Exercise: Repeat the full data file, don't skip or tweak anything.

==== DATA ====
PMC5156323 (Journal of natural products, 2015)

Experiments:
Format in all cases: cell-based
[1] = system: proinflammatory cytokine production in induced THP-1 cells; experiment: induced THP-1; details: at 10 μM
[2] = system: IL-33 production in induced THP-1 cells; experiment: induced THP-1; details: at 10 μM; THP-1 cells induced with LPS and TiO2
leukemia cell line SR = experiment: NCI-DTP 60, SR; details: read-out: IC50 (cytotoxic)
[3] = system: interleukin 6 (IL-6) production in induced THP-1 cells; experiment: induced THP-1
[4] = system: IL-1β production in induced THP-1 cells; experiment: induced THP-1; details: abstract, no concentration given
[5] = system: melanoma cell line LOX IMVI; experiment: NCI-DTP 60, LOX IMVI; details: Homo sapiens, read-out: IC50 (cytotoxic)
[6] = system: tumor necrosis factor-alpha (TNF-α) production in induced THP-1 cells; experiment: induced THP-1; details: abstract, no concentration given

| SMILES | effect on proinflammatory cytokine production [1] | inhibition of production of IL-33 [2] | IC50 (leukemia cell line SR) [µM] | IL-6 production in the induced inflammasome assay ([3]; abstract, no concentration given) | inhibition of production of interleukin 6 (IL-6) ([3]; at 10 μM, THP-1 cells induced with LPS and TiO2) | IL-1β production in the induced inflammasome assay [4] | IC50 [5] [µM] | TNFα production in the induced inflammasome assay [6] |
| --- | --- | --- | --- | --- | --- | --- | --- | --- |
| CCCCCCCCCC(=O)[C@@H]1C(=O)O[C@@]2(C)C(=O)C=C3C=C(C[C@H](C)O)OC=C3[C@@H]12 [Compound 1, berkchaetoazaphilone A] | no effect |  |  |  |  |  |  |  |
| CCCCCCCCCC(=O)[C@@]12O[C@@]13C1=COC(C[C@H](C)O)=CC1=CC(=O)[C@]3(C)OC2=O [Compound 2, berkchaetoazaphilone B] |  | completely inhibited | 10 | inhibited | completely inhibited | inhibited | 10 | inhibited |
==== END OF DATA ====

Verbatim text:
PMC5156323 (Journal of natural products, 2015)

Experiments:
Format in all cases: cell-based
[1] = system: proinflammatory cytokine production in induced THP-1 cells; experiment: induced THP-1; details: at 10 μM
[2] = system: IL-33 production in induced THP-1 cells; experiment: induced THP-1; details: at 10 μM; THP-1 cells induced with LPS and TiO2
leukemia cell line SR = experiment: NCI-DTP 60, SR; details: read-out: IC50 (cytotoxic)
[3] = system: interleukin 6 (IL-6) production in induced THP-1 cells; experiment: induced THP-1
[4] = system: IL-1β production in induced THP-1 cells; experiment: induced THP-1; details: abstract, no concentration given
[5] = system: melanoma cell line LOX IMVI; experiment: NCI-DTP 60, LOX IMVI; details: Homo sapiens, read-out: IC50 (cytotoxic)
[6] = system: tumor necrosis factor-alpha (TNF-α) production in induced THP-1 cells; experiment: induced THP-1; details: abstract, no concentration given

| SMILES | effect on proinflammatory cytokine production [1] | inhibition of production of IL-33 [2] | IC50 (leukemia cell line SR) [µM] | IL-6 production in the induced inflammasome assay ([3]; abstract, no concentration given) | inhibition of production of interleukin 6 (IL-6) ([3]; at 10 μM, THP-1 cells induced with LPS and TiO2) | IL-1β production in the induced inflammasome assay [4] | IC50 [5] [µM] | TNFα production in the induced inflammasome assay [6] |
| --- | --- | --- | --- | --- | --- | --- | --- | --- |
| CCCCCCCCCC(=O)[C@@H]1C(=O)O[C@@]2(C)C(=O)C=C3C=C(C[C@H](C)O)OC=C3[C@@H]12 [Compound 1, berkchaetoazaphilone A] | no effect |  |  |  |  |  |  |  |
| CCCCCCCCCC(=O)[C@@]12O[C@@]13C1=COC(C[C@H](C)O)=CC1=CC(=O)[C@]3(C)OC2=O [Compound 2, berkchaetoazaphilone B] |  | completely inhibited | 10 | inhibited | completely inhibited | inhibited | 10 | inhibited |